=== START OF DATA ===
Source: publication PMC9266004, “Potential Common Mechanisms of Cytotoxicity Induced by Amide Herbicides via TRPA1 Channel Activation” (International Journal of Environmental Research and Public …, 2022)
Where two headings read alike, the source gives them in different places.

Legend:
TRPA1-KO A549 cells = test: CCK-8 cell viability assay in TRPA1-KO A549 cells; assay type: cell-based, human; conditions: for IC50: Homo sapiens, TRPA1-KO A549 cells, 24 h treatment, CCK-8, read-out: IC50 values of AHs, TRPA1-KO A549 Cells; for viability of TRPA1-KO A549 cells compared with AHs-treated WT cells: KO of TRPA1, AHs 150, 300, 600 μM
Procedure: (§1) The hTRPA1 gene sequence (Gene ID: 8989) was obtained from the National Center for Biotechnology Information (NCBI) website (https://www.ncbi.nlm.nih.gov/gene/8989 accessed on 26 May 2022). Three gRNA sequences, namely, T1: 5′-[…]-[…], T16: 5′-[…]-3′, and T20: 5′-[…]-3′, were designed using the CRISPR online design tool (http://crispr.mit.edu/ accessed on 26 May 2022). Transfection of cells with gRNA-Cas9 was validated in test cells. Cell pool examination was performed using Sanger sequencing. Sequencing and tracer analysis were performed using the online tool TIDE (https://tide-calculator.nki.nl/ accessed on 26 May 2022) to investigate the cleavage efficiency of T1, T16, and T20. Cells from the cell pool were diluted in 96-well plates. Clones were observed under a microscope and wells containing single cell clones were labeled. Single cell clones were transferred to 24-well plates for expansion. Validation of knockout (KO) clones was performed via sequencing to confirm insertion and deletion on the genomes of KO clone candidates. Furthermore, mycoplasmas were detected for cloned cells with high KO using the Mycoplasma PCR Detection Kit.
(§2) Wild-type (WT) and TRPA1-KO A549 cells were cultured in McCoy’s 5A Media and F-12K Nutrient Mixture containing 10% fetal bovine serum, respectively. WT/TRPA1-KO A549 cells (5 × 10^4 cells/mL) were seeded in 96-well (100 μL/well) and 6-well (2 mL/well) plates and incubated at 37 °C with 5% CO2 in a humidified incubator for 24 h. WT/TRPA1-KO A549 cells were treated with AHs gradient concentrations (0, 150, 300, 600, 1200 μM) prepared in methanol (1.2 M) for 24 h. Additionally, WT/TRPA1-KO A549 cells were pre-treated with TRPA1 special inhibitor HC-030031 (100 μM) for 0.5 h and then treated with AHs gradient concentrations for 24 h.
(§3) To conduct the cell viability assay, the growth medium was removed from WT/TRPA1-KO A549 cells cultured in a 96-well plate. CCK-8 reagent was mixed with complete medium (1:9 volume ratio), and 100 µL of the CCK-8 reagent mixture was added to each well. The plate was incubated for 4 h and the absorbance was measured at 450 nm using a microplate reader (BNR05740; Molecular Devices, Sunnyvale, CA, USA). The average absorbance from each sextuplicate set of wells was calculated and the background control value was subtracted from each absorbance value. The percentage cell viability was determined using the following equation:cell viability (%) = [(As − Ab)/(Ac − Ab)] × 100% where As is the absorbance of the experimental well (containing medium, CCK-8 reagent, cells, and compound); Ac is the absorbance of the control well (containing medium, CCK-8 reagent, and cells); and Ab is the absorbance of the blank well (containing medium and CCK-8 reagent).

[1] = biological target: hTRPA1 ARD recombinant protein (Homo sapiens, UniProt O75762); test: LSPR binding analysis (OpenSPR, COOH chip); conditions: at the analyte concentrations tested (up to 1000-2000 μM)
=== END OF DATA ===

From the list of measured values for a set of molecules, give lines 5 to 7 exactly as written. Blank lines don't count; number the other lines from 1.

Procedure: (§1) The hTRPA1 gene sequence (Gene ID: 8989) was obtained from the National Center for Biotechnology Information (NCBI) website (https://www.ncbi.nlm.nih.gov/gene/8989 accessed on 26 May 2022). Three gRNA sequences, namely, T1: 5′-[…]-[…], T16: 5′-[…]-3′, and T20: 5′-[…]-3′, were designed using the CRISPR online design tool (http://crispr.mit.edu/ accessed on 26 May 2022). Transfection of cells with gRNA-Cas9 was validated in test cells. Cell pool examination was performed using Sanger sequencing. Sequencing and tracer analysis were performed using the online tool TIDE (https://tide-calculator.nki.nl/ accessed on 26 May 2022) to investigate the cleavage efficiency of T1, T16, and T20. Cells from the cell pool were diluted in 96-well plates. Clones were observed under a microscope and wells containing single cell clones were labeled. Single cell clones were transferred to 24-well plates for expansion. Validation of knockout (KO) clones was performed via sequencing to confirm insertion and deletion on the genomes of KO clone candidates. Furthermore, mycoplasmas were detected for cloned cells with high KO using the Mycoplasma PCR Detection Kit.
(§2) Wild-type (WT) and TRPA1-KO A549 cells were cultured in McCoy’s 5A Media and F-12K Nutrient Mixture containing 10% fetal bovine serum, respectively. WT/TRPA1-KO A549 cells (5 × 10^4 cells/mL) were seeded in 96-well (100 μL/well) and 6-well (2 mL/well) plates and incubated at 37 °C with 5% CO2 in a humidified incubator for 24 h. WT/TRPA1-KO A549 cells were treated with AHs gradient concentrations (0, 150, 300, 600, 1200 μM) prepared in methanol (1.2 M) for 24 h. Additionally, WT/TRPA1-KO A549 cells were pre-treated with TRPA1 special inhibitor HC-030031 (100 μM) for 0.5 h and then treated with AHs gradient concentrations for 24 h.
(§3) To conduct the cell viability assay, the growth medium was removed from WT/TRPA1-KO A549 cells cultured in a 96-well plate. CCK-8 reagent was mixed with complete medium (1:9 volume ratio), and 100 µL of the CCK-8 reagent mixture was added to each well. The plate was incubated for 4 h and the absorbance was measured at 450 nm using a microplate reader (BNR05740; Molecular Devices, Sunnyvale, CA, USA). The average absorbance from each sextuplicate set of wells was calculated and the background control value was subtracted from each absorbance value. The percentage cell viability was determined using the following equation:cell viability (%) = [(As − Ab)/(Ac − Ab)] × 100% where As is the absorbance of the experimental well (containing medium, CCK-8 reagent, cells, and compound); Ac is the absorbance of the control well (containing medium, CCK-8 reagent, and cells); and Ab is the absorbance of the blank well (containing medium and CCK-8 reagent).